Rachel Shapiro, TMU contributor and senior at Northwestern University
Since 2002, Liz Lin has served as the Director of Donor Communications for Center Theatre Group, the non-profit theater company that oversees the Mark Taper Forum, Ahmanson Theatre, and Kirk Douglas Theatre in Los Angeles, California. Her many responsibilities include overseeing corporate sponsorships, managing the organization's institutional communications needs, and helping to increase the organization's revenue through utilizing various marketing strategies. Prior to accepting her current position, Lin was Vice President of Marketing for the American Heart Association, Western States Affiliate, and was responsible for handling regional and national corporate sponsorships. In this capacity, she helped grow regional and national sponsorships through cause-related marketing partnerships with regional businesses as well as Fortune 500 companies. Lin has a BA in Communications from Chapman University. Read on to see what valuable advice Lin had to give to future theater professionals.
1. What advice would you give to graduating students? I think the best advice is to learn how to communicate well, and by communicate well I mean know how to write to your audience and to the format that you're writing in. Too often we see people who write an email the way that they are texting. So it really is making sure that you are clear and concise for whatever medium you're writing in.
2. If you could go back in time and speak to your "college self" what would you say? Enjoy. Just enjoy. Don't worry. It'll all work out. Yeah, I'm always worried about everything. I wish I could just sit back and enjoy my college experience, but it's hard to do that. Yeah, I remember my senior year I was freaking out thinking, "What am I going to do? Where am I going to go? I don't want to be selling encyclopedias door to door, or doing something else that wasn't in my major." I remember really taking a lot of time to worry about that. In hindsight, yeah I had to worry, but it would have all worked itself out. I think I would also tell my college self my motto, which is Work Hard, Play Hard. Work for what you want and the opportunities will present themselves, even though you never believe they will. I can tell myself a million times to calm down and focus on other things, but I am pretty much always freaking out. But it does work out, trust me.
3. Thanks! I hope so. So, what was your biggest mistake in your career? I don't think I've really had a mistake to be honest. Maybe staying longer at a job than I should have stayed, but if I hadn't stayed longer at that job, I wouldn't have gotten this job. I think it all works out in its own way. Things I have really hounded myself about are, for instance, reading a contract and not being that detail-oriented on it when I have needed to be. Those are the kinds of things I have gotten better at over the years. I don't think I've ever made a big mistake in my career. Everything I've done has been a learning experience and has helped me get where I am now. The only mistake I think you can make in your career is if you decide to choose the wrong career based on pressure or based on something else. If you get fired or if you get laid off, I think all that stuff happens to build you up to the next job or the next opportunity that comes your way.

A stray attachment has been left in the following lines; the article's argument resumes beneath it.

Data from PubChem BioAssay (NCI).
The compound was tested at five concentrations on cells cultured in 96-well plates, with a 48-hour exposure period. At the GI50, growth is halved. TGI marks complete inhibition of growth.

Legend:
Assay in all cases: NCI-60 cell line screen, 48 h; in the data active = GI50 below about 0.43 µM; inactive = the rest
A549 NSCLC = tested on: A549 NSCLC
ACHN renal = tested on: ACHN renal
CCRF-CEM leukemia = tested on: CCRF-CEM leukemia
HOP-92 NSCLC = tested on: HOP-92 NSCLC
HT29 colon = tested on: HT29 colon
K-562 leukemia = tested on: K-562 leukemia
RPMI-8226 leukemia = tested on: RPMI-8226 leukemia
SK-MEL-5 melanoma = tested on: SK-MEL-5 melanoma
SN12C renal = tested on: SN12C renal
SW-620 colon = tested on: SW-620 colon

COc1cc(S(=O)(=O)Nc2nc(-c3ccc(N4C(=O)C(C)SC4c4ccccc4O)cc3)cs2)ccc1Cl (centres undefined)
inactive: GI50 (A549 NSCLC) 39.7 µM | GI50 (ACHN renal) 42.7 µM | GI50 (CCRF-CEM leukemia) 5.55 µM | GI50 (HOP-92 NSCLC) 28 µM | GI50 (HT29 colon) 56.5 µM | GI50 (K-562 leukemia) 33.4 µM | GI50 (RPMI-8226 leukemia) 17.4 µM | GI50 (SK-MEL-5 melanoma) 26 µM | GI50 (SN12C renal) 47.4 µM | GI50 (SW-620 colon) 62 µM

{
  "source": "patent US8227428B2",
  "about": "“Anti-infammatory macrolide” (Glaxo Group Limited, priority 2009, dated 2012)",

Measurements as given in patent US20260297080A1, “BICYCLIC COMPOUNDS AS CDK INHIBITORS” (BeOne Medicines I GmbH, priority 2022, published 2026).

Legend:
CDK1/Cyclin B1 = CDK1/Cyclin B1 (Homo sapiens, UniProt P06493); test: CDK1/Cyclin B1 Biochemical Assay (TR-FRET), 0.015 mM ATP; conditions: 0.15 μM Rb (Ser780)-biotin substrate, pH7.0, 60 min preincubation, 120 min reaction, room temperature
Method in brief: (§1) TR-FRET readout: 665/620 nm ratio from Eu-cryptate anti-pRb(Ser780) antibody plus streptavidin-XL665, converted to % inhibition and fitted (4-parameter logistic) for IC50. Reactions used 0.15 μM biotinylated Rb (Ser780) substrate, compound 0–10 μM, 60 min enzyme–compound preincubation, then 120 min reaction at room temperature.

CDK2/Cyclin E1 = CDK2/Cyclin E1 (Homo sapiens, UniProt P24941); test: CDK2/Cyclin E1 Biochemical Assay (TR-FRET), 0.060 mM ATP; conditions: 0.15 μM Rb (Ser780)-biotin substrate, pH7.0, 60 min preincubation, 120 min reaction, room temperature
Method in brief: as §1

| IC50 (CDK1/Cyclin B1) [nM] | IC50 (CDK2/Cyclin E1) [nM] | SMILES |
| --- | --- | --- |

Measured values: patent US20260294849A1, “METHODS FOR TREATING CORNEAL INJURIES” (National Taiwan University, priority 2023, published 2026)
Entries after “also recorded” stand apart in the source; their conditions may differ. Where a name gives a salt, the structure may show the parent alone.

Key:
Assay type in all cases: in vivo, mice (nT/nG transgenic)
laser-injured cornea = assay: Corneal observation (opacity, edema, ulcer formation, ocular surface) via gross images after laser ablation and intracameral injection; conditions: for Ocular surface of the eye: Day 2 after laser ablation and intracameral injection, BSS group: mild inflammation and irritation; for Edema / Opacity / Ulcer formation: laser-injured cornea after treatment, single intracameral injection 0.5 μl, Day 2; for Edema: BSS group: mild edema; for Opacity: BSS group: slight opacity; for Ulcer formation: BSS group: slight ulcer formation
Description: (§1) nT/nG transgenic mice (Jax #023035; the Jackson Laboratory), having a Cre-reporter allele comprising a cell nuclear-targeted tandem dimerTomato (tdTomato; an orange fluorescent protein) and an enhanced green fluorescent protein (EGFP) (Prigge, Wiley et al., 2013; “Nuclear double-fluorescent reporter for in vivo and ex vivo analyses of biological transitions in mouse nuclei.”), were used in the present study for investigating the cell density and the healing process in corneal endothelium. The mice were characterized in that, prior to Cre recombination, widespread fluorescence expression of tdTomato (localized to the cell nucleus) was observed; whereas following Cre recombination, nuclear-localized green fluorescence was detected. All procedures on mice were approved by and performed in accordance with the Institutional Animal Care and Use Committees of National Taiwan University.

4. Where did you get your first job in the theater, and what was your big break? My first job in theater was with Center Theatre Group, although I had volunteered at some local regional theaters and helped backstage. So this is the first paying job I've had in the theater. My first big break was the first time I had pride in a job, which was when I had moved back from Washington DC to California and had applied for a job that I really wanted as the Director of Communications. Until that point, I had always been in junior positions, struggling to get into the manager slot or get into a slot that wasn't just administrative only, that really was "you make it what you will." And so that job ended up being with the American Heart Association as their Director of Communications, and then I grew in that position to become the Vice President and then to work at a National level with them.
5. What are three habits that contributed to your success? Quality of work, ability to adapt, and commitment. That sounds kind of sappy, but I think luck is when you work hard and the opportunities come up at the right time. So when you hit all those pieces, that's when you get the job offers.
6. How did you get your first job? My first job was a corporate job in PR. My undergrad was in Communications and I really wanted to stay in PR or advertising. My commitment to myself was that I wasn't going to say yes to a job unless it fell within my major. So the first job I landed was as a marketing coordinator for a national appliance company. I was writing press releases for ceiling fans and appliances, which was not remotely interesting and I realized very quickly that if I was going to have a long career it would not be with retail or with a product. That's when I started looking at nonprofits because doing things I think I can make a difference with really excites me.
7. What are you working on now? Right now I am starting to work on an annual report, renewing some sponsorships, working on some Cirque du Soleil stuff, and also working on marketing strategies for our website for our development side.